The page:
Taiwan has confirmed its first Wuhan coronavirus case and closed its borders to all residents of Wuhan amid concerns that the country’s exclusion from the World Health Organization (WHO) is keeping it from receiving timely updates on the deadly epidemic.
Taiwan President Tsai Ing-wen on Wednesday urged China to share information on the viral outbreak and said the country’s international airports were enforcing “very strict” epidemic prevention measures.
The CDC confirmed that Chinese officials had shared information on the coronavirus with Taipei. There is currently no formal mechanism for the two sides to communicate; Beijing broke all government-level dialogue with Taipei after Tsai was first elected in 2016.
Tsai also called on the WHO to allow Taiwan to participate in dialogues, hours before a WHO group of independent experts gathered to discuss the outbreak.
Taiwan is not a member of the WHO because of Beijing’s objections. In the past, Taipei was invited to join the World Health Assembly as an observer, but it has been barred from even that since Tsai’s 2016 election, again due to pressure from Beijing. Chinese leadership claims sovereignty over Taiwan, despite never having ruled the island, and consider Tsai to be an advocate of Taiwan’s formal independence, a stance she has never verbalized while in office.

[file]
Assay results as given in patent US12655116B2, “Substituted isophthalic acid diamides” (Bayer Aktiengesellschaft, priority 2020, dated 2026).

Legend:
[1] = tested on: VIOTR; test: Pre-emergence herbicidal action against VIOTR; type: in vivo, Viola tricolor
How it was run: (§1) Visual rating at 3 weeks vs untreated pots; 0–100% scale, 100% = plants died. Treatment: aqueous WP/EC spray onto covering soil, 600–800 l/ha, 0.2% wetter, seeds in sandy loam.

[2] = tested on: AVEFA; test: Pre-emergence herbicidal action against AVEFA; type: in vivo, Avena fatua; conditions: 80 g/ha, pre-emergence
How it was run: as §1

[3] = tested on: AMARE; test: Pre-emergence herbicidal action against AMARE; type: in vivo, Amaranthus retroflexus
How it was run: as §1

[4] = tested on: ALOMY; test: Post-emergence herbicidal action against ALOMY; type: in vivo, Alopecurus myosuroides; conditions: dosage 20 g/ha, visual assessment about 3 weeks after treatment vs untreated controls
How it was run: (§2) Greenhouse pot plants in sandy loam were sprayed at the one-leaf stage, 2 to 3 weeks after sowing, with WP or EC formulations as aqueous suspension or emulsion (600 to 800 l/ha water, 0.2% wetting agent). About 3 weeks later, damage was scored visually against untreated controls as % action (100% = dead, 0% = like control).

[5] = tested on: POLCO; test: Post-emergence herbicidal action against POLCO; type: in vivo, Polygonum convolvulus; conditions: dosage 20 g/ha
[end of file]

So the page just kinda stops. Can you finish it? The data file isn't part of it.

An unnamed senior United States State Department official also called for Taiwan’s inclusion in the WHO on Wednesday, according to Taiwan’s state-run Central News Agency.
“We would encourage further incorporation of Taiwan in the WHO instead of trying to exclude them,” the official said, stressing its importance as “corona cases are popping up in Taiwan.”
Taiwan has prepared by establishing a “central epidemic command center,” forming government response teams, and disseminating information through media and social media platforms, Tsai said on Wednesday.
But Taiwan is still barred from attending WHO assemblies and is excluded from the International Civil Aviation Organization (ICAO), despite the high influx of passengers in its international airports, including incoming passengers from China.
On Wednesday, Chinese Foreign Ministry spokesperson Geng Shuang said that countries “must abide by the One China Principle” to take part in international organizations, such as the WHO.
“No one cares more about the health of the Taiwanese people than the Chinese Central Government,” he said.
Geng’s comments were predictably met with derision in Taiwan, where citizens concerned with the outbreak’s rapid global spread see this as the wrong time for Beijing to play cross-strait politics.
Full article by Nick Aspinwall: